Finally, Washington, along with the rest of the nascent Federal Government, set up shop in New York City, then Philadelphia, and then finally, Washington, DC. Moving, especially in those times, must have made governing even more difficult.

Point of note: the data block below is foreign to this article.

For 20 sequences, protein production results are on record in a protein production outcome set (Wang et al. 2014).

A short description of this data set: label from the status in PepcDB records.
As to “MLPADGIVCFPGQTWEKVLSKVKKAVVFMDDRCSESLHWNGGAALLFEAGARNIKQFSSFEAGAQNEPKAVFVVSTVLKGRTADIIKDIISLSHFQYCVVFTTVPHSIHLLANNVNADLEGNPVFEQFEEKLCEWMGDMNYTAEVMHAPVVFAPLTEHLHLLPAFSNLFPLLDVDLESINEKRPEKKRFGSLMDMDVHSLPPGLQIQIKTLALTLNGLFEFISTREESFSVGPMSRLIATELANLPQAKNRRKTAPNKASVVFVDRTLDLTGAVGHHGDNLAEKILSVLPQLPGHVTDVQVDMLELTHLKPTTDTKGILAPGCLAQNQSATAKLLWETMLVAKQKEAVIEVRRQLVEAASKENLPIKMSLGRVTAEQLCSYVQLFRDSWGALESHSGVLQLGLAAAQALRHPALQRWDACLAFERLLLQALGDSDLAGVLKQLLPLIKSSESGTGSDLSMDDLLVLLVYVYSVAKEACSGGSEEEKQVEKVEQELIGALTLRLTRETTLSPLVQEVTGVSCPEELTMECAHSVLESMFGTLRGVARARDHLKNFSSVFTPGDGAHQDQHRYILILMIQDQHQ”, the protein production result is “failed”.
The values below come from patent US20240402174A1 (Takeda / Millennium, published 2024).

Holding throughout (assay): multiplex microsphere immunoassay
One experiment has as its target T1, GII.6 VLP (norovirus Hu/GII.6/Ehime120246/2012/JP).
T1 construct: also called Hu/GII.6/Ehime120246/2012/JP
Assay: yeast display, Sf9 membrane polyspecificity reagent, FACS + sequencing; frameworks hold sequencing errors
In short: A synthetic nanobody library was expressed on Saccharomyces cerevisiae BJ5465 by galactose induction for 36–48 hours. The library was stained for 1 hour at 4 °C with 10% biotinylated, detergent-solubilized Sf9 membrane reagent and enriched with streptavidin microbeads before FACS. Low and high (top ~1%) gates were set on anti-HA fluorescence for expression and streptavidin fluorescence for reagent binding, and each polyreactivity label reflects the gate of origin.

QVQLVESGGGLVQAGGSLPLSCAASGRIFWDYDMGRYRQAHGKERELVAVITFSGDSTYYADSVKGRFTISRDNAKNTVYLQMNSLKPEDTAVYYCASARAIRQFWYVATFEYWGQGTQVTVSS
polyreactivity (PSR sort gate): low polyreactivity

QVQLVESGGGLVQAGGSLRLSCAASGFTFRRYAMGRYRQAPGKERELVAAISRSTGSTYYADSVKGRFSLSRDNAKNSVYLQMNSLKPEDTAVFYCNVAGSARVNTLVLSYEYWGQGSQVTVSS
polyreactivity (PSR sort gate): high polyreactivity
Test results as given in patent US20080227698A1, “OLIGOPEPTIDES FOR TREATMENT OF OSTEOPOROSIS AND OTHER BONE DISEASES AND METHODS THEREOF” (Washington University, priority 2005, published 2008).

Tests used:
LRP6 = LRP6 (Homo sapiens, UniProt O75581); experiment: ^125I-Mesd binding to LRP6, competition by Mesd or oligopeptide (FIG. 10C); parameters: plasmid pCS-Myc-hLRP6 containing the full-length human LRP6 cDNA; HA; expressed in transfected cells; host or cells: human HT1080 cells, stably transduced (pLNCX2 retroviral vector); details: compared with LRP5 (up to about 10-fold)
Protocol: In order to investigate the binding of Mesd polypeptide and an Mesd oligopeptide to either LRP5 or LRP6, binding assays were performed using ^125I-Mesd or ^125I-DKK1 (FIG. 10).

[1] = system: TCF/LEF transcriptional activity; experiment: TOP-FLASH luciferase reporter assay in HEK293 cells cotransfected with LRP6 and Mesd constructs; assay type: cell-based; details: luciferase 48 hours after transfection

The task of governing a new nation can be compared with the sailor who sets his journey on uncharted territory. It was under Washington's watch that the wet ink of the U.S. Constitution was to be first tried and tested. Remember no other human being had ever been given the task of governing a nation created by the will of a people. From his own account, Washington realized that the provision provided to the Executive Branch in the Constitution, (Art.II, Sec.II, paragraph 1) regarding 'written opinions' be sent to the executive branch was an inefficient means of communication. Although not specifically written in the Constitution Washington created a cabinet, a group of men whose abilities were beyond reproach. Jefferson, Hamilton, and Knox were chosen by Washington because they exemplified the finest minds in matters of state, economics, and protection, all of which the new nation depended upon if it were to survive. Unfortunately, the men he chose as his closest allies became mired in the factional disagreements on which path the new nation should embark. The result was that Washington often found himself in the crossfire. As a result governing was difficult on several levels; first Washington knew he had to maintain a justified leadership role, second he now had to bridge the gap between the new 'political factions' within his cabinet. The apex of the political factions were between Hamilton and Jefferson. It was clear that Hamilton and Jefferson had different visions of the new nation, especially in the realm of financial stability. Hamilton's vision was one of commerce, trade, and building credit. Jefferson saw the nation as an agrarian nation where by by the local farmer sold his crops to his neighbors using only cash. Washington found himself at odds with both of them, not because of their perspectives but because of their behavior. Washington understood that these men were passionate about their beliefs, and were entitled to them. However, Washington also understood how vulnerable the new nation was. Their polarized opinions regarding the financial future of the new nation only served to detract from the greater mission at hand, keeping the nation alive.